I explain the lack of political consequence by the weakness of the movement outside the classroom. In other circumstances the student I spoke of above would have been out occupying administration buildings and destroying draft files. But except in rare cases those things are not happening now, and as a result her activism, and that of others like her, takes the form of sensitivity sessions, tutoring “inner-city” children, and “walks for hunger.” The predicament I describe is not restricted to the university, although the ebb in struggle may manifest itself differently in the army or the automobile factory from the way it does on campus. Movement creates consciousness, not the other way around.
Ironically, one of the most instructive expressions of political struggle I witnessed was directed against me. In one class my teaching partner and I had loaded the reading list for several weeks with declarations from prisoners and laborers of the eighteenth and nineteenth centuries. While the students at first took to the material, it became evident that the tone was beginning to wear on them. Finally at the beginning of one class a student stood up and announced, on behalf of all, that they were tired of that material and wanted to read the great works of American literature. “Noel told us,” she said, “that if we wanted power we would have to take it, so that’s what we’re doing.” I bowed to their demand and revised the reading list accordingly. I also expressed the hope that they carry the spirit of rebellion into their other classes. Sad to say, that might have been the most valuable political experience that some of them had in their university career.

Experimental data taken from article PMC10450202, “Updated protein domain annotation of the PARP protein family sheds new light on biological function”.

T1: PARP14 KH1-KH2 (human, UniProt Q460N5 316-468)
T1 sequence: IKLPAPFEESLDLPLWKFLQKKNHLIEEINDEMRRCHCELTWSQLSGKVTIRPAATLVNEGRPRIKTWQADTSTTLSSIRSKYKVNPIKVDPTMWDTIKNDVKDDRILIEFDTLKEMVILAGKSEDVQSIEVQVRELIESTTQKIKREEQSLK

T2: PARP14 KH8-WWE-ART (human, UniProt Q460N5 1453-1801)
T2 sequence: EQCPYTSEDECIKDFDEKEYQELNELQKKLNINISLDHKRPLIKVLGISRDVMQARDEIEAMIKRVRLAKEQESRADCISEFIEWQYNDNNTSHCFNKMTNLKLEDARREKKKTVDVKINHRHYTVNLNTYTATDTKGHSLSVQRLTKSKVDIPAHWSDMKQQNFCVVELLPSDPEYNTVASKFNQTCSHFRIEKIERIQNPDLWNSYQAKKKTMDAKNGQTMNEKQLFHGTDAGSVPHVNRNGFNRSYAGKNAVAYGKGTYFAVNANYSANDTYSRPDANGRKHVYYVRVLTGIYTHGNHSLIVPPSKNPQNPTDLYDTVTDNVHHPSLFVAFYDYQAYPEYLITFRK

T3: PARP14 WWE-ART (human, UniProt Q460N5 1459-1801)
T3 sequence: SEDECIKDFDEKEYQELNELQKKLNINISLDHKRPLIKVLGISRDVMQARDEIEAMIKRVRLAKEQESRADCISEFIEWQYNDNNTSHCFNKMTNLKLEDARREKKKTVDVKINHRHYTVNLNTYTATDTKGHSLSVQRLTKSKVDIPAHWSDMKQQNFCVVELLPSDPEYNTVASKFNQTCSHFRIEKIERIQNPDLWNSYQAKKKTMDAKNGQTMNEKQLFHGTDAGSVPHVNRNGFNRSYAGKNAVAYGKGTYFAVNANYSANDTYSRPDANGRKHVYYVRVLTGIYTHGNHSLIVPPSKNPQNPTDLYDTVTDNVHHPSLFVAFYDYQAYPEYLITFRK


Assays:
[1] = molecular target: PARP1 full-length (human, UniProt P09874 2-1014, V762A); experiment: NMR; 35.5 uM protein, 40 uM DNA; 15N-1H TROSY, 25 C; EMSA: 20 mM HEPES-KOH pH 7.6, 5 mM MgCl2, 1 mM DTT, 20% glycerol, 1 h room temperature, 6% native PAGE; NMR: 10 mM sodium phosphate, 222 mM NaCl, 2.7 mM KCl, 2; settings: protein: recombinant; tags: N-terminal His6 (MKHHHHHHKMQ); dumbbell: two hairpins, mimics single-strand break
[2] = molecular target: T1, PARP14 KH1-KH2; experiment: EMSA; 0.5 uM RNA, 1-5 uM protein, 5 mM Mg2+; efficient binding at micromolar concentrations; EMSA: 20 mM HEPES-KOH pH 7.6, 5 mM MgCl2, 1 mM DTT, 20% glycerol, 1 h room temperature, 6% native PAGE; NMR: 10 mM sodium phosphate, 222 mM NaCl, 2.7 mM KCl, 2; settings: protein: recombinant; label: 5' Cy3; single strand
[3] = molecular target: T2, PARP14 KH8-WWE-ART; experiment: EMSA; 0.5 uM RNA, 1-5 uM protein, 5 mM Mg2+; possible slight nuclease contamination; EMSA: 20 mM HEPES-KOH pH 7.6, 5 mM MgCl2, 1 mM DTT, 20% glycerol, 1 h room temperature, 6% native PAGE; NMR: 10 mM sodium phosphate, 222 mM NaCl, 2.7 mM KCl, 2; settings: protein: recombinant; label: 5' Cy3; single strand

For me teaching at a university has been an agreeable way to earn my living: it has provided me with the leisure to read and take part in political activity, and allowed me to establish political connections with a number of students and others. Some of the people I have met through the university have become close collaborators in political work, and my actions and arguments may have influenced them. But, with the possible exception of the participants in the Great Syllabus Rebellion described above, not a single one was politicized as a result of what went on in my classroom. And that is perhaps as it should be: after all, for an office worker, running a computer is not a political act — although refusing to run one might be. Why should it be any different for a teacher, whose function in the capitalist system is about the same as that of a clerk in the welfare department? When my students ask me for advice about careers that will permit them to earn a living while “working for social change,” I always reply that no official agency will ever pay them to overturn the system, and that to seek to do well by doing good is to set themselves up, either to suffer disappointment or forsake their goals.